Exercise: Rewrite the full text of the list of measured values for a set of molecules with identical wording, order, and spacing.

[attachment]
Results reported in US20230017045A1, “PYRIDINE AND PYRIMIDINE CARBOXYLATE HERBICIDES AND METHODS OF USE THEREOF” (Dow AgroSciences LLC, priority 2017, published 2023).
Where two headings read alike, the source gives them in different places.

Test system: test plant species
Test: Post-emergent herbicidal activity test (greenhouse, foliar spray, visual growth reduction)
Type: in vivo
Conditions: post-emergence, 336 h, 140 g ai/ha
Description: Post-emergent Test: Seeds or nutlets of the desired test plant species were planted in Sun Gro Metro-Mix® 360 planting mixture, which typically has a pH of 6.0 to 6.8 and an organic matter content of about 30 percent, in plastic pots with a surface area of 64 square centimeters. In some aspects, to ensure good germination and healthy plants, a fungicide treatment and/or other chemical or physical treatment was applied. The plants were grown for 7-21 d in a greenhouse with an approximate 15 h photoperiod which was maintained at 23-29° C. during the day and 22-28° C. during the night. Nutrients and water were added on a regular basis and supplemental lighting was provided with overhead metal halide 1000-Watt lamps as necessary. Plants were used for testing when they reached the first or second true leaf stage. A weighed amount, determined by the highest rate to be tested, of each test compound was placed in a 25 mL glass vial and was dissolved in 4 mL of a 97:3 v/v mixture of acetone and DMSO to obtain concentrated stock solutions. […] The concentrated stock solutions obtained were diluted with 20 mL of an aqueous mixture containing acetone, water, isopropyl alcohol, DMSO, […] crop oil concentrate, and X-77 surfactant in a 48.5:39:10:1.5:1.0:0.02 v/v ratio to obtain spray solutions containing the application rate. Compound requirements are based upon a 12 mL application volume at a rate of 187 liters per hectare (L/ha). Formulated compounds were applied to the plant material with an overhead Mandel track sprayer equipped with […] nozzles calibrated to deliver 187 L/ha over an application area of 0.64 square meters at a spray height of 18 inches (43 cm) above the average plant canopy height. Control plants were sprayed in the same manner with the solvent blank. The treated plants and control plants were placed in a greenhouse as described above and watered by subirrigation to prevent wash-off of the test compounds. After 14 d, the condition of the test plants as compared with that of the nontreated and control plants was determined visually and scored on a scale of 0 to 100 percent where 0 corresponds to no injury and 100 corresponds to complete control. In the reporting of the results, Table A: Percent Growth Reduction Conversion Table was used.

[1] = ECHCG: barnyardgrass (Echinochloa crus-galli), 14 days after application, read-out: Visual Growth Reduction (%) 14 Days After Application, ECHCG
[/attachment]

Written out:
Results reported in US20230017045A1, “PYRIDINE AND PYRIMIDINE CARBOXYLATE HERBICIDES AND METHODS OF USE THEREOF” (Dow AgroSciences LLC, priority 2017, published 2023).
Where two headings read alike, the source gives them in different places.

Test system: test plant species
Test: Post-emergent herbicidal activity test (greenhouse, foliar spray, visual growth reduction)
Type: in vivo
Conditions: post-emergence, 336 h, 140 g ai/ha
Description: Post-emergent Test: Seeds or nutlets of the desired test plant species were planted in Sun Gro Metro-Mix® 360 planting mixture, which typically has a pH of 6.0 to 6.8 and an organic matter content of about 30 percent, in plastic pots with a surface area of 64 square centimeters. In some aspects, to ensure good germination and healthy plants, a fungicide treatment and/or other chemical or physical treatment was applied. The plants were grown for 7-21 d in a greenhouse with an approximate 15 h photoperiod which was maintained at 23-29° C. during the day and 22-28° C. during the night. Nutrients and water were added on a regular basis and supplemental lighting was provided with overhead metal halide 1000-Watt lamps as necessary. Plants were used for testing when they reached the first or second true leaf stage. A weighed amount, determined by the highest rate to be tested, of each test compound was placed in a 25 mL glass vial and was dissolved in 4 mL of a 97:3 v/v mixture of acetone and DMSO to obtain concentrated stock solutions. […] The concentrated stock solutions obtained were diluted with 20 mL of an aqueous mixture containing acetone, water, isopropyl alcohol, DMSO, […] crop oil concentrate, and X-77 surfactant in a 48.5:39:10:1.5:1.0:0.02 v/v ratio to obtain spray solutions containing the application rate. Compound requirements are based upon a 12 mL application volume at a rate of 187 liters per hectare (L/ha). Formulated compounds were applied to the plant material with an overhead Mandel track sprayer equipped with […] nozzles calibrated to deliver 187 L/ha over an application area of 0.64 square meters at a spray height of 18 inches (43 cm) above the average plant canopy height. Control plants were sprayed in the same manner with the solvent blank. The treated plants and control plants were placed in a greenhouse as described above and watered by subirrigation to prevent wash-off of the test compounds. After 14 d, the condition of the test plants as compared with that of the nontreated and control plants was determined visually and scored on a scale of 0 to 100 percent where 0 corresponds to no injury and 100 corresponds to complete control. In the reporting of the results, Table A: Percent Growth Reduction Conversion Table was used.

[1] = ECHCG: barnyardgrass (Echinochloa crus-galli), 14 days after application, read-out: Visual Growth Reduction (%) 14 Days After Application, ECHCG